The meeting between Turkish President Recep Tayyip Erdogan and the Emir of Qatar on 2 December had all the features of a special relationship and an ever-more deepening alliance. The nature of their meeting in Doha duly reflected the shared interests and similar projections of both countries for the re-emerging regional order. Before delving into particularities of the meeting, it is important to focus on its symbolic value. The fact that this meeting took place at a crucial time – after Turkey shot down a Russian jet violating its airspace and Russia in return threatened Turkey with severe consequences and sanctions – was important. Qatar strongly threw its weight behind Turkey in this discord and pledged to meet any energy deficit that Turkey might experience in the case of Russia withdrawing energy supplies as a way to settle the score with Turkey.
Despite the fact that the relations between Qatar and Turkey are very advanced especially at the leadership level, they can be considered as weak and not institutionalised for a long-lasting and strong cooperation. However, President Erdogan’s visit to Qatar with nine ministers of the new Turkish cabinet reflects the fact that regional crises have created opportunities for turning political will into practice. Between them, Erdogan and the Qatari Emir signed 16 agreements, an important step to consolidate ties between the two nations in areas including energy, defence, education and tourism.
The motivations and processes behind these agreements and such an alliance are worth-stressing. The two countries have important fields of cooperation, including foreign policy, and a shared perspective about the region. In Egypt, even though Turkey has more staunch position against the coup d’état, both sides backed the Muslim Brotherhood and Morsi’s government. While Qatar keeps its supportive position towards Muslim Brotherhood, it has recently – especially as a result of internal Gulf relations – softened its language and formed some form of relations with the Al-Sisi government. In Syria, the two countries focused on supporting the moderate opposition against Al-Assad and tried to lead the international community to act against the regime in every possible international platform. Another field of cooperation is in Libya, where both Turkey and Qatar support the Tripoli government that is seen by another GCC member, the United Arab Emirates, as illegitimate. The UAE supports General Khalifa Haftar, who is fighting against all Islamist groups and has accused Turkey and Qatar of fuelling instability in the country. Supporting the Palestinian resistance movement, particularly Hamas, is another shared foreign policy file for the two allies.
The military agreement between both sides has also increased the sustainability of the relationship and added an institutional dimension to what was primarily the product of elite agreement. The deal allows Turkey to establish a military base in Qatar and also allows the deployment of joint forces if needed. This agreement is significant because it will allow both countries to hold joint military exercises, cooperate in the defence industry, exchange operational training experience, and make use of each other’s ports, airports and air space. Considering the United States’ relative withdrawal from the region and nuclear deal with Iran, it is clear that the GCC states have started to diversify their security partners. In such an environment, Gulf countries including Qatar are in favour of supporting Turkey as a way to balance Iran. Nevertheless, for the Turkish-Qtari alliance to remain strong political, economic and military dependency should be increased in order to make it long-lasting and robust. President Erdogan’s visit was thus a step in the right direction.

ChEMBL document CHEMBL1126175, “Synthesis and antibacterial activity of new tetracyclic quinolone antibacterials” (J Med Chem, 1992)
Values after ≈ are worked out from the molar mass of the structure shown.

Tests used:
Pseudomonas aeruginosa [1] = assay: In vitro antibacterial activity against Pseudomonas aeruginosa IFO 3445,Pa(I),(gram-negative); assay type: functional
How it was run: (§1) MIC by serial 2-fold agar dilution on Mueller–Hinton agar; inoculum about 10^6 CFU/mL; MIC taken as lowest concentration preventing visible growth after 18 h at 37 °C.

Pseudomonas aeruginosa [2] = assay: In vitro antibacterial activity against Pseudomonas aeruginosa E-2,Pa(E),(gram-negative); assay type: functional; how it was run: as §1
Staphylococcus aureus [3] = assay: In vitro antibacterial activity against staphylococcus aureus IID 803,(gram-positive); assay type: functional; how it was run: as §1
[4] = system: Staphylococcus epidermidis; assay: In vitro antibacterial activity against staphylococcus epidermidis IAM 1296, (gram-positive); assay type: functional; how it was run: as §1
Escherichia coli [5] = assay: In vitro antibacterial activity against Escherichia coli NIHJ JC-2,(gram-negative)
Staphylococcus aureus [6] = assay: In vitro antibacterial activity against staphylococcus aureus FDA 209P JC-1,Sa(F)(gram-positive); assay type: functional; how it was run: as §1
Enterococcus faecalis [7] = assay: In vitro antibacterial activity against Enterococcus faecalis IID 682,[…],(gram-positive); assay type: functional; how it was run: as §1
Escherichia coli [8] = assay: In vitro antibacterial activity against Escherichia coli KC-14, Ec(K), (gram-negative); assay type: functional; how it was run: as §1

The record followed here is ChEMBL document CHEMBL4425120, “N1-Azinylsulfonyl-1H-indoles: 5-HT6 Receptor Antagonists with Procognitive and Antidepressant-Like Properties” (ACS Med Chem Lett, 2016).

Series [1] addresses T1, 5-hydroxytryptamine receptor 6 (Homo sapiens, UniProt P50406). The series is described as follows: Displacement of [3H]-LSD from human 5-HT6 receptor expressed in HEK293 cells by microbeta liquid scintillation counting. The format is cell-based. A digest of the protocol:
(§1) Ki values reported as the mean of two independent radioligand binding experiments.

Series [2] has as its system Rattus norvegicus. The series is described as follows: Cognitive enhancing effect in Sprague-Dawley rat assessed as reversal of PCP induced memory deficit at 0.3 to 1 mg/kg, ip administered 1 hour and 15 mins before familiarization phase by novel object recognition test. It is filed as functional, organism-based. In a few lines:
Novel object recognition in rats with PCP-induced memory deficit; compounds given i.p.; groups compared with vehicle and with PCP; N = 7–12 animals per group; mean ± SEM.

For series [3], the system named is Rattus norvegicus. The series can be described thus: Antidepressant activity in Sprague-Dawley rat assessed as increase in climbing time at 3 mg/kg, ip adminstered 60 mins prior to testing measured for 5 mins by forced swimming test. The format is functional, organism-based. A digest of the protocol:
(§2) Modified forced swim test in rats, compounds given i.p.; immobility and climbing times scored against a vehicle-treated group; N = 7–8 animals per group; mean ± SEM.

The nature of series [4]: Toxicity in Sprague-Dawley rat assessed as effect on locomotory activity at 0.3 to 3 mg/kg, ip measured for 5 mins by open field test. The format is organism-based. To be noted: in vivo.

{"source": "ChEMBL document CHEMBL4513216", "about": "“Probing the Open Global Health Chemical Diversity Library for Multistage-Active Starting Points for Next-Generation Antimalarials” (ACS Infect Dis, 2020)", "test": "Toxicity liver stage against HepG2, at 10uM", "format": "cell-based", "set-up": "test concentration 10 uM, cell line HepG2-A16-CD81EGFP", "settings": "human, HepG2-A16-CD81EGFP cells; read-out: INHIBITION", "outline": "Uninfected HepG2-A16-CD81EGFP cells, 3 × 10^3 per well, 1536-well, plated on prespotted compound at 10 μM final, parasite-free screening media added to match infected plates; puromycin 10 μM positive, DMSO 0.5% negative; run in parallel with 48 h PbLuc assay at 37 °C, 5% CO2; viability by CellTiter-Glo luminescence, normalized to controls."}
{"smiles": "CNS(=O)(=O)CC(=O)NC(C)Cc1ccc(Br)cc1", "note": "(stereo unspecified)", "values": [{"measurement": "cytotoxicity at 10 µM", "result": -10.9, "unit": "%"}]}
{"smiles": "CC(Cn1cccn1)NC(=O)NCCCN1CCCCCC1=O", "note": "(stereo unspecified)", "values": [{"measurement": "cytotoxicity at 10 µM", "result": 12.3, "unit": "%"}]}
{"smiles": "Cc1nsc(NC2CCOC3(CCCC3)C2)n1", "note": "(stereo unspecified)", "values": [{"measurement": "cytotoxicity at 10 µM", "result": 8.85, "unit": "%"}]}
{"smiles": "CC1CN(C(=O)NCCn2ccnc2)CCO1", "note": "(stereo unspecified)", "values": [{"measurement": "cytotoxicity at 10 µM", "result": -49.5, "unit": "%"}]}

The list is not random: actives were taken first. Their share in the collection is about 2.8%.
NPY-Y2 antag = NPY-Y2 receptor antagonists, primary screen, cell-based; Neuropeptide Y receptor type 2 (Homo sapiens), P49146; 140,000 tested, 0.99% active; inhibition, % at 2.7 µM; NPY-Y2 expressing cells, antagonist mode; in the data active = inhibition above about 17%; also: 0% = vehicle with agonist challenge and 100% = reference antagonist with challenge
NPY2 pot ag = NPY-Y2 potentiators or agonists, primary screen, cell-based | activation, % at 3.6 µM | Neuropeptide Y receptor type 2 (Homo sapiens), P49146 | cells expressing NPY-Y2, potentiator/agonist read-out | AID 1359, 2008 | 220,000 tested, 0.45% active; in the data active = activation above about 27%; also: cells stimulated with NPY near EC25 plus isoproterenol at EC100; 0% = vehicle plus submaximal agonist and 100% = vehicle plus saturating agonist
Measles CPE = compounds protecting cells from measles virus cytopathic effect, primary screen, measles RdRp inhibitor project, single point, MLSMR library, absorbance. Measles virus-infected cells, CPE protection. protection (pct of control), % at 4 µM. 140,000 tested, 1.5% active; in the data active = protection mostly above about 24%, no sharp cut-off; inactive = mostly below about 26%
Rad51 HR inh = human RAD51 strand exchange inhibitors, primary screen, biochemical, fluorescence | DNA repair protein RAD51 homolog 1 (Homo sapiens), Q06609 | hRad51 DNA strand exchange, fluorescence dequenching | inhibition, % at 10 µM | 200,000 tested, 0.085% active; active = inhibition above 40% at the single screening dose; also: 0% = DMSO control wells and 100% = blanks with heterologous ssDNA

Of the 16 files agreed upon during this visit, the most important is the agreement between Qatar Petroleum and Turkey’s Petroleum Pipeline Corporation (BOTAS) for the trade of liquefied natural gas (LNG). It is particularly important given Turkey’s need to lessen its energy dependency on prickly Russia and Iran, hence increasing its energy security. After Turkey’s downing of a Russian jet, this issue has acquired new urgency. Turkey’s new investments in LNG terminals can easily foster energy trade in the short run, whereas a gas pipeline from Qatar to Turkey, which was proposed in 2009, might be an option in the long run, building on mutual trust and interdependency. As in energy, Turkey and Qatar have complementary economic structures. Turkey can easily contribute to Qatar’s food security as well as provide infrastructure services and construction machines and materials.
Even though President Erdogan stated that “Turkey and Qatar share excellent relations that derive their power from their shared history and culture,” the road to a stable relationship is not free from challenges. First of all, in a region full of conflicts and crises there are naturel limitations for the two countries. The Syrian civil war and unstable Iraq near Turkey’s border, along with Turkey’s internal Kurdish problem, constitute major challenges to the relations between the two allies. For Qatar, internal Gulf relations pose limitations: Saudi influence over Qatar’s foreign policy could be one of the political challenges, while differences between the UAE’s and Qatar’s regional vision could be another source of conflict. All in all, Turkish-Qatari relations are evolving towards a model partnership, which can provide hope for a more peaceful mutual interdependency in a crisis-ridden region.
The views expressed in this article belong to the author and do not necessarily reflect the editorial policy of Middle East Monitor.